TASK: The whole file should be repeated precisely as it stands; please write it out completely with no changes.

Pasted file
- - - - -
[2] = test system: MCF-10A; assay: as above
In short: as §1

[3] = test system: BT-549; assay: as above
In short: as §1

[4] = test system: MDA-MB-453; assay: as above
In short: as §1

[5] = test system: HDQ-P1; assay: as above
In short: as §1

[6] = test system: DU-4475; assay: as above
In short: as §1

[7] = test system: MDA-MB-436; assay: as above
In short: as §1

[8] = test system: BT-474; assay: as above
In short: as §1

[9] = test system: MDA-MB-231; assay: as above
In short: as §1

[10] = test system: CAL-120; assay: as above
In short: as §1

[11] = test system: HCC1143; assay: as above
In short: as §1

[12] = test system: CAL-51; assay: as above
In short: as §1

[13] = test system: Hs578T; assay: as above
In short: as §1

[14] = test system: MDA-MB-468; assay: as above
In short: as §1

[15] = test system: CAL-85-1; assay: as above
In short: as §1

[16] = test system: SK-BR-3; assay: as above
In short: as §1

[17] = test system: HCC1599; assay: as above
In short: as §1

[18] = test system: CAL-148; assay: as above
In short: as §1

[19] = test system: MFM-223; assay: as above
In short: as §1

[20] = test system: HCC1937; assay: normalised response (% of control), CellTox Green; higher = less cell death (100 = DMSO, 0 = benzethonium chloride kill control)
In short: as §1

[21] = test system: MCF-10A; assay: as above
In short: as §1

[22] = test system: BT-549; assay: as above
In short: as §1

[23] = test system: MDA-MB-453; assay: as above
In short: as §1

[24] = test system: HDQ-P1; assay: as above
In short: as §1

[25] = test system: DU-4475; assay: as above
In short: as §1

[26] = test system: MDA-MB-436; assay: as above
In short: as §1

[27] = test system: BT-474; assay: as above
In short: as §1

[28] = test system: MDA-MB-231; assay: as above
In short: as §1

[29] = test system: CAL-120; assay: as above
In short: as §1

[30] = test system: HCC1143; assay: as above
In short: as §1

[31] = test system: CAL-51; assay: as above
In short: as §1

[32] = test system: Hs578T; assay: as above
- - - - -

[2] = test system: MCF-10A; assay: as above
In short: as §1

[3] = test system: BT-549; assay: as above
In short: as §1

[4] = test system: MDA-MB-453; assay: as above
In short: as §1

[5] = test system: HDQ-P1; assay: as above
In short: as §1

[6] = test system: DU-4475; assay: as above
In short: as §1

[7] = test system: MDA-MB-436; assay: as above
In short: as §1

[8] = test system: BT-474; assay: as above
In short: as §1

[9] = test system: MDA-MB-231; assay: as above
In short: as §1

[10] = test system: CAL-120; assay: as above
In short: as §1

[11] = test system: HCC1143; assay: as above
In short: as §1

[12] = test system: CAL-51; assay: as above
In short: as §1

[13] = test system: Hs578T; assay: as above
In short: as §1

[14] = test system: MDA-MB-468; assay: as above
In short: as §1

[15] = test system: CAL-85-1; assay: as above
In short: as §1

[16] = test system: SK-BR-3; assay: as above
In short: as §1

[17] = test system: HCC1599; assay: as above
In short: as §1

[18] = test system: CAL-148; assay: as above
In short: as §1

[19] = test system: MFM-223; assay: as above
In short: as §1

[20] = test system: HCC1937; assay: normalised response (% of control), CellTox Green; higher = less cell death (100 = DMSO, 0 = benzethonium chloride kill control)
In short: as §1

[21] = test system: MCF-10A; assay: as above
In short: as §1

[22] = test system: BT-549; assay: as above
In short: as §1

[23] = test system: MDA-MB-453; assay: as above
In short: as §1

[24] = test system: HDQ-P1; assay: as above
In short: as §1

[25] = test system: DU-4475; assay: as above
In short: as §1

[26] = test system: MDA-MB-436; assay: as above
In short: as §1

[27] = test system: BT-474; assay: as above
In short: as §1

[28] = test system: MDA-MB-231; assay: as above
In short: as §1

[29] = test system: CAL-120; assay: as above
In short: as §1

[30] = test system: HCC1143; assay: as above
In short: as §1

[31] = test system: CAL-51; assay: as above
In short: as §1

[32] = test system: Hs578T; assay: as above